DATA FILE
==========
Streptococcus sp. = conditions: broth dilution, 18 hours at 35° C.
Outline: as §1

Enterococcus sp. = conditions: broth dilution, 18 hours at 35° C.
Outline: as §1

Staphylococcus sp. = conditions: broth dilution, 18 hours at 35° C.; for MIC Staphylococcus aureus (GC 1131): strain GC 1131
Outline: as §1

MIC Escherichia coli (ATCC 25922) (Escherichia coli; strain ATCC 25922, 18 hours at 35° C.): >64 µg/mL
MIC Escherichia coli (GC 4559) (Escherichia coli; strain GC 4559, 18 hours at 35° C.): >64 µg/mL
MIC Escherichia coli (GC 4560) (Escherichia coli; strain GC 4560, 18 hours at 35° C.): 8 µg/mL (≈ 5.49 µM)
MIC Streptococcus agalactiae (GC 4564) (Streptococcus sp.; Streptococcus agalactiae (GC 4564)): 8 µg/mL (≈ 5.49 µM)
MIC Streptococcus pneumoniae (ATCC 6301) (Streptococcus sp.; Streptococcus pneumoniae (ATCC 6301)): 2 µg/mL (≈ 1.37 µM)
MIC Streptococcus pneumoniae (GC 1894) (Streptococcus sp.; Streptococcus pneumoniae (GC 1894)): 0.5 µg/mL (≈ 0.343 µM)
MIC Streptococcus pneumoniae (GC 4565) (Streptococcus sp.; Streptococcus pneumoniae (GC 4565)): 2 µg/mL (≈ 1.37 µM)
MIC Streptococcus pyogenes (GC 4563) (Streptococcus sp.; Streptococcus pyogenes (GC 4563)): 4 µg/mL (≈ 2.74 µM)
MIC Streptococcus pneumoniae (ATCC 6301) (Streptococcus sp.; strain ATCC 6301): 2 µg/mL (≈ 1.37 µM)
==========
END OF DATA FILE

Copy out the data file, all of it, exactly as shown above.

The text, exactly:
Streptococcus sp. = conditions: broth dilution, 18 hours at 35° C.
Outline: as §1

Enterococcus sp. = conditions: broth dilution, 18 hours at 35° C.
Outline: as §1

Staphylococcus sp. = conditions: broth dilution, 18 hours at 35° C.; for MIC Staphylococcus aureus (GC 1131): strain GC 1131
Outline: as §1

MIC Escherichia coli (ATCC 25922) (Escherichia coli; strain ATCC 25922, 18 hours at 35° C.): >64 µg/mL
MIC Escherichia coli (GC 4559) (Escherichia coli; strain GC 4559, 18 hours at 35° C.): >64 µg/mL
MIC Escherichia coli (GC 4560) (Escherichia coli; strain GC 4560, 18 hours at 35° C.): 8 µg/mL (≈ 5.49 µM)
MIC Streptococcus agalactiae (GC 4564) (Streptococcus sp.; Streptococcus agalactiae (GC 4564)): 8 µg/mL (≈ 5.49 µM)
MIC Streptococcus pneumoniae (ATCC 6301) (Streptococcus sp.; Streptococcus pneumoniae (ATCC 6301)): 2 µg/mL (≈ 1.37 µM)
MIC Streptococcus pneumoniae (GC 1894) (Streptococcus sp.; Streptococcus pneumoniae (GC 1894)): 0.5 µg/mL (≈ 0.343 µM)
MIC Streptococcus pneumoniae (GC 4565) (Streptococcus sp.; Streptococcus pneumoniae (GC 4565)): 2 µg/mL (≈ 1.37 µM)
MIC Streptococcus pyogenes (GC 4563) (Streptococcus sp.; Streptococcus pyogenes (GC 4563)): 4 µg/mL (≈ 2.74 µM)
MIC Streptococcus pneumoniae (ATCC 6301) (Streptococcus sp.; strain ATCC 6301): 2 µg/mL (≈ 1.37 µM)